NC Ministry Needs Help Meeting Increased Demand for Food

appalachian group distributed three times the normal amount of food last week because of COVID-19 related layoffs 

Note: This is the first installment in a series on the Coronavirus pandemic.

LENOIR, N.C. — Yokefellow of Caldwell County, a faith-based ministry serving this Appalachian community in Western North Carolina since 1969, last week distributed three times the amount of food it normally does in a week because of COVID-19 related layoffs, says Director Sharon Harmon.

Yokefellow — with help from community partners and careful collaboration with those working with vulnerable populations — provided food to more than 900 households. Normally, the ministry would provide food for 300 to 350 households, shares Harmon. As a result, the ministry is in need of significantly more contributions in food and cash than it is presently receiving.

Harmon shares that the work was done in just 22 hours, as Yokefellow is open five-and-a-half hours a day four days a week. That changed this week, with hours expanded for providing food assistance to 9 a.m. — 3:30 p.m. daily.

About 200 of the meals were delivered in one manner or another; 700 were provided at Yokefellow’s new location at 202 Harper Ave. To meet the demand, they needed to be creative, Harmon says. ““Our mobile food pantry functions took place last week but in a somewhat modified fashion. We sent our senior mobile pantry a week early to Koinonia Apartments.” It has a vulnerable population and is “on complete lockdown,” observes Harmon. “We took it there, left them at the door and their staff took it in.” The same was done at Arbor Glen Apartments in Lenoir. They also provide food to two apartment complexes owned by the Lenoir Housing Authority, whose employees picked up the food and distributed it. Additionally, members of the Kings Creek Volunteer Fire Department picked up bags of food as well as frozen food and took them back to Kings Creek where area residents picked the food up.

Each bag of food includes canned soup and crackers; spaghetti sauce and pasta; frozen soup, a frozen meal with two vegetables; and recipes and ingredients for corn chowder and chicken pie. Families with children also get supplemental bags “with food that children enjoy” shares Harmon. That includes Spaghettios, macaroni and cheese, cereal and Ramen noodles.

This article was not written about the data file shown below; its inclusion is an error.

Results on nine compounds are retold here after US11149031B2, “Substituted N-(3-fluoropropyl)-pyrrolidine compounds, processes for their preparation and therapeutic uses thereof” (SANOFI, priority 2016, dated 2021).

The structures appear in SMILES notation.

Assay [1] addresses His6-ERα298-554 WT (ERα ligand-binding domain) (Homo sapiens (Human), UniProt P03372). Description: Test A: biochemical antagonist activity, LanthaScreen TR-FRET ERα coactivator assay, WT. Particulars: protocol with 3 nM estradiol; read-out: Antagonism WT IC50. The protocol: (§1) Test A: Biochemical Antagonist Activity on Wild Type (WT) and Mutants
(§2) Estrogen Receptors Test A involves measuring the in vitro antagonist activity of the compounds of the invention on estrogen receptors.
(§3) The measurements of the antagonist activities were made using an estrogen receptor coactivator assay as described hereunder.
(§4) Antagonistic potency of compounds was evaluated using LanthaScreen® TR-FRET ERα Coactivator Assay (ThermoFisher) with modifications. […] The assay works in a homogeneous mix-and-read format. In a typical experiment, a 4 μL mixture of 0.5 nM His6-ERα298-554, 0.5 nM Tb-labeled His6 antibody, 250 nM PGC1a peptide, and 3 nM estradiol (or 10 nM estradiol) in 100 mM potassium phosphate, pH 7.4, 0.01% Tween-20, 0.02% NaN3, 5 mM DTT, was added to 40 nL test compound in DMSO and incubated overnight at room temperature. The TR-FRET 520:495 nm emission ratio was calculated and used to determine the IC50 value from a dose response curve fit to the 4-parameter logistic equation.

Consequently, says Harmon, “We need donations of all of those items. We are not able to buy bulk from our wholesale food suppliers.” She adds, “Of course nobody knows how long this will last. We’ll be here as long as the staff is healthy. “ She says safety measures are a top priority. “We have barriers and other safety measures. Social distancing is being strictly enforced.”

Indeed, other operations are being affected by the pandemic, Harmon says. “It’s having an impact on Yokefellow as a whole. We just opened this building on January 31. We got our Thrift Store up and going. Now, we’ve shut down the store.” She continues, “Also under the umbrella of Yokefellow is LEOS, our shelter in Lenoir. It’s full. And, we depend upon volunteers to run it, but understandably, 99 percent of them have decided to stay away.” As a result, she’s had to pay staff and overtime, causing Yokefellow’s budgeted payroll to increase. She says that everyone at the shelter is isolated and staff are taking temperatures of those there every day. “So far,” shares Harmon, “everyone’s healthy.”

She states candidly, “We need food. We need funds.” However, donations can’t be taken at the temporarily closed Thrift Store. So, donations can be dropped off at the donation door at Yokefellow, can be made online at and donate following the prompts on the page. The user ID is FoodPantry Yokefellow-1 says Harmon. Donations can also be made via mail to P.O. Box 2422, Lenoir, NC, 28645.

According to Harmon, “Yokefellow’s primary purpose is to serve God by giving service to human needs in our community. We are a crisis ministry assisting people in immediate need of food, clothing, shelter and/or financial assistance. Financial assistance could include: rent, utilities, medicine, household or other emergency needs.”

If you have questions about how to help with these needs, you can call (828) 754-8088 or send an email to To learn more, visit

© Michael M. Barrick, 2020. “Make a Change” Photo by Kat Yukawa on Unsplash. “Make People Feel Loved Photo by Clay Banks on Unsplash


Leave a Reply

Fill in your details below or click an icon to log in: Logo

You are commenting using your account. Log Out /  Change )

Google photo

You are commenting using your Google account. Log Out /  Change )

Twitter picture

You are commenting using your Twitter account. Log Out /  Change )

Facebook photo

You are commenting using your Facebook account. Log Out /  Change )

Connecting to %s